Nick Parkin: Happy, healthy, at home

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  • Posted:Wednesday 09 November 2016

Nick Parkin – Senior Commissioning Manager, Mental Health and Learning Disabilities at NHS North East Hampshire and Farnham CCG – presents a case study of The Safe Haven at the Time Out Cafe, a pioneering out-of-hours mental health crisis service.

This presentation was recorded at The King’s Fund Annual Conference 2016 on 9 November 2016.


I want to move on now to talk about the Safe Haven at the Time Out café. Now, some of you may have heard of this.  It’s had quite a bit of national attention.  We’ve been on the One Show.  When we started in April 14, there was nothing like it in the country.  So, it’s an out-of-hours mental health crisis service which is open seven days a week, including bank holidays.  So, 6.00 till 11.00 in the evenings and 12.00 until 11.00 at weekends.  What’s great about this service is, it was co-designed with our people who use services.  So, there was a piece of consultation work done with our colleagues who use services, who told us what they wanted when they’re experiencing a mental health crisis.  And we took a gamble.  We developed a partnership with the third sector, mental health secondary care provider, Surrey and Borders Partnership Foundation Trust and Hampshire county council.  It is a system that is unique because it is open to anybody.  You don’t have to have a GP referral.  Anybody can go.  It doesn’t matter where you live.  It doesn’t matter where your GP is.  If you have a mental health crisis, the service is available to you.

Since the service opened, in April 2014 it has had over 4,000 attendances. It has been widely praised by the Police and ambulance service, who also take people there as an alternative to A & E and people use it as an alternative to going to accident and emergency.  In its first year of operation it reduced acute psychiatric admissions by 33 % and that was independently validated by mental health strategies.  But, that in terms of cost, represents about a £500,000 saving across our footprint, in terms of those reduced admissions.  It is an award-winning service.  It won a health service journal award.  And there’s just a little bit of an art-work, I’m on there somewhere, I think I’m the one at the end, it says Nick.  And this was a piece of work that we did with our partners and our people who use services.  Just further benefits.  We noticed that A & E attendances for north-east Hants and Farnham where the diagnoses in a psychiatric category show a rising trend from April 2013 – February 2015.  But since that point, since the Safe Haven opened, it appears to have plateaued.  And a forecast of activity for that later period, based on previous trends indicates that the attendances that time, are less than would have been expected.  The plateau in A & E attendance numbers coincides with a rapid increase in the number of attendance at the Safe Haven.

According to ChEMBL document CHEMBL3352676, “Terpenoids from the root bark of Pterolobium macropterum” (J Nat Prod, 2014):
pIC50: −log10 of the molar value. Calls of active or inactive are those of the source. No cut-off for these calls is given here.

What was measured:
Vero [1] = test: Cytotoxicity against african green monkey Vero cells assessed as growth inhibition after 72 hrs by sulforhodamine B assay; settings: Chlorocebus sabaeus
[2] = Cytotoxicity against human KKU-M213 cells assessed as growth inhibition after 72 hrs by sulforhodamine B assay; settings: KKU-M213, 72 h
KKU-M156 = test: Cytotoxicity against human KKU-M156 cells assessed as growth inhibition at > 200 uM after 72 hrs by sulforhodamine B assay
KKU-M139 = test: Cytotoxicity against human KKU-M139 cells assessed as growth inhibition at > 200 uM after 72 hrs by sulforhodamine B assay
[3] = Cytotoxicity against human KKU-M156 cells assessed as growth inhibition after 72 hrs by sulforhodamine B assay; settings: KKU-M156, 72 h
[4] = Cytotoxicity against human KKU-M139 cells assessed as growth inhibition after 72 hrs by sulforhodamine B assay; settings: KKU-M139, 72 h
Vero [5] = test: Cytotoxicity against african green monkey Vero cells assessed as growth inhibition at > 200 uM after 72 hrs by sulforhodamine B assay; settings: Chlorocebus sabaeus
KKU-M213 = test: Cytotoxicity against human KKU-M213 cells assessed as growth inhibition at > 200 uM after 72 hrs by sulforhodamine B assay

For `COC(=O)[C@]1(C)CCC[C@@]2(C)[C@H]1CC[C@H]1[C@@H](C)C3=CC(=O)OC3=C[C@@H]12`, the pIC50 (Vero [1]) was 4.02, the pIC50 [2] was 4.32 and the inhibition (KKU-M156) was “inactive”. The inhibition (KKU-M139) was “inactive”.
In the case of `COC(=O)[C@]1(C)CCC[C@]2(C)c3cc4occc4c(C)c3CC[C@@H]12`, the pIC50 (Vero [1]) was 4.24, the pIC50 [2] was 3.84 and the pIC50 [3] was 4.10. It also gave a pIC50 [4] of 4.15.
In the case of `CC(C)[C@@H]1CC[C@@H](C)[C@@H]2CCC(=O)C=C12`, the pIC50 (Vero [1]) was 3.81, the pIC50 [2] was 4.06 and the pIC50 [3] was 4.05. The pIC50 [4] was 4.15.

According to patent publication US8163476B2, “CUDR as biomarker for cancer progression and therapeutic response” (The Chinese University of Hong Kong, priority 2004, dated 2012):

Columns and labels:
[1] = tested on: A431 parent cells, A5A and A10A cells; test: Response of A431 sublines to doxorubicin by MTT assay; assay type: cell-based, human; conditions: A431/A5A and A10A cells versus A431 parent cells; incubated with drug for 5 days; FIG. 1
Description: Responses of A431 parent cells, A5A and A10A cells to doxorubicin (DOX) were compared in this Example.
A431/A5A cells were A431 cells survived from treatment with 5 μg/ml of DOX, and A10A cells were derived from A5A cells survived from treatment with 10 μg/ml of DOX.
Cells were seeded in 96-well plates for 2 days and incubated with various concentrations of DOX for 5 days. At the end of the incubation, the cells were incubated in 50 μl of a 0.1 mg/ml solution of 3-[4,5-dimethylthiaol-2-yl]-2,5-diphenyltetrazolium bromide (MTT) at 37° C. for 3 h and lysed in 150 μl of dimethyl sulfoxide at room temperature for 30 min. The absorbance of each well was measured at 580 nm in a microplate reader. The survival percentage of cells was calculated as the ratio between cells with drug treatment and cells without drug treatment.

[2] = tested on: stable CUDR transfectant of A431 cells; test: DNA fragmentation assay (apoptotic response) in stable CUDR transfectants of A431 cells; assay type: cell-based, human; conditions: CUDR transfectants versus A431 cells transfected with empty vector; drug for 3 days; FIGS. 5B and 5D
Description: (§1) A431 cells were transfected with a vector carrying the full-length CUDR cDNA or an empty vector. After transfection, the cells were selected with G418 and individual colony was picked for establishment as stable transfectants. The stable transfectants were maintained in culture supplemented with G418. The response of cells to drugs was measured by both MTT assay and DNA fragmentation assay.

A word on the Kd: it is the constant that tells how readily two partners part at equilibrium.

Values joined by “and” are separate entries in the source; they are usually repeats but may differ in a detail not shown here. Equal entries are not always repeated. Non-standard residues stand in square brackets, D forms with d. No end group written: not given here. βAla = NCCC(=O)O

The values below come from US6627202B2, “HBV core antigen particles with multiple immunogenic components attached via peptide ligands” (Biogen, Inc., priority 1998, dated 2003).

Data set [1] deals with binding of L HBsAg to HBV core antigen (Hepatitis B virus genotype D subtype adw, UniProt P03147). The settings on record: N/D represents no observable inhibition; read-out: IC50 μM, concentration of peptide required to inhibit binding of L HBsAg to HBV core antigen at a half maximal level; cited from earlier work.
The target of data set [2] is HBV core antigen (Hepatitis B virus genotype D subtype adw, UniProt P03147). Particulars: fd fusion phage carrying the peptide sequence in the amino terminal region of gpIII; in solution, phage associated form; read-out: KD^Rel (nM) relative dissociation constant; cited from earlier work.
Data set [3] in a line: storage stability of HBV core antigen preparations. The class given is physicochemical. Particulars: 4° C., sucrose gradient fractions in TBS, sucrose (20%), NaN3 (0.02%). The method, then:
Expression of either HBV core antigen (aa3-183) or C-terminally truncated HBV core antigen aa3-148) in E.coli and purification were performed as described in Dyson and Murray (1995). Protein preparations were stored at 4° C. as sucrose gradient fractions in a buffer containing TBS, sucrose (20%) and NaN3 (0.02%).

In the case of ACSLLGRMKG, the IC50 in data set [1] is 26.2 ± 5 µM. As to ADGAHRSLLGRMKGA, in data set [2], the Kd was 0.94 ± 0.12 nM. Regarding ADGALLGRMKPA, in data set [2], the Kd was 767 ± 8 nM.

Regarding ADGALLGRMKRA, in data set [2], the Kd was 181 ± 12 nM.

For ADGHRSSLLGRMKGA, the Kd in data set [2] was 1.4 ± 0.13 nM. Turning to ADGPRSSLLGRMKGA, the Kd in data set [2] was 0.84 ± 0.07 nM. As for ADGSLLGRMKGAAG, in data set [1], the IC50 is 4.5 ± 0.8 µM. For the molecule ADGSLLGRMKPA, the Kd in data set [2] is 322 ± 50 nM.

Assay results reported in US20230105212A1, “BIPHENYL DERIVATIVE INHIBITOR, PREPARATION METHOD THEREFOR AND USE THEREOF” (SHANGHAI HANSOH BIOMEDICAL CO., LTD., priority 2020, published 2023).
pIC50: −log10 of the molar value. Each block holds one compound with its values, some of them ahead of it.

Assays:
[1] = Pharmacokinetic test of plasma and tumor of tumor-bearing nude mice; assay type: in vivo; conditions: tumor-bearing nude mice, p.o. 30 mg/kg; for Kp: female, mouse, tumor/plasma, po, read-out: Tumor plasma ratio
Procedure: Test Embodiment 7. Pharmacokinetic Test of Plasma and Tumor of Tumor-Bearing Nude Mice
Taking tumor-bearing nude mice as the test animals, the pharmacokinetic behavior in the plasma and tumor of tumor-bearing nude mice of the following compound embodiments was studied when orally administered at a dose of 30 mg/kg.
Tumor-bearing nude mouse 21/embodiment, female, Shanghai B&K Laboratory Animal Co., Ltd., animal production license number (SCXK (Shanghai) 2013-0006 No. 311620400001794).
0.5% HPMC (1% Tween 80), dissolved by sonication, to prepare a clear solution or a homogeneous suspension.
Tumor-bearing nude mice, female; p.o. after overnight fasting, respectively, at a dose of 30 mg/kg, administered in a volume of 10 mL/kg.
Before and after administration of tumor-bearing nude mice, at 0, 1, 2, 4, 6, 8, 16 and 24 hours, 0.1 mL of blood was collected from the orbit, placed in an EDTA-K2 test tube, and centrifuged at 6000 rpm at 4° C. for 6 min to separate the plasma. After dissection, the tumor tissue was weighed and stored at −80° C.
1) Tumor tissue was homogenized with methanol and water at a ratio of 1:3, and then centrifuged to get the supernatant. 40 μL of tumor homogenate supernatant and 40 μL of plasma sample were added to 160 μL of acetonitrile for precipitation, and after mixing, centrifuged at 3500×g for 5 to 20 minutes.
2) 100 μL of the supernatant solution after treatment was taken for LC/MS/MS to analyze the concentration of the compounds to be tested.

We have also done a comparison with other clinical commissioning groups, to support that figure and it clearly shows that A & E attendances for psychiatric diagnosis per thousand of the population are continuing to rise for Portsmouth city and Southampton city CCGs who don’t have safe havens currently. Most critically, the Safe Havens service users have increasingly reported that their attendance at the service is an alternative to A & E.  We have some wonderful stories from people who use that service, who said it’s changed their lives, that it has helped them to manage their mental health crisis.  They don’t feel that there is any pressure on them to attend their community services, it is a safe place to go.  They get support there.  There is secondary mental health specialist support there if they need it but also professional third sector mental professionals who can support them.  We have noticed that, as more people have attended the Safe Haven, the people are saying that they are using that more as an alternative to going to accident and emergency.  So, where they would perhaps end up in liaison psychiatry or self-harming or taking an overdose, they are going to the Safe Haven and they are able to manage their mental health crisis better without having to resort to other coping strategies.  So, a whistle stop tour but I am sure there will be questions which I can answer.


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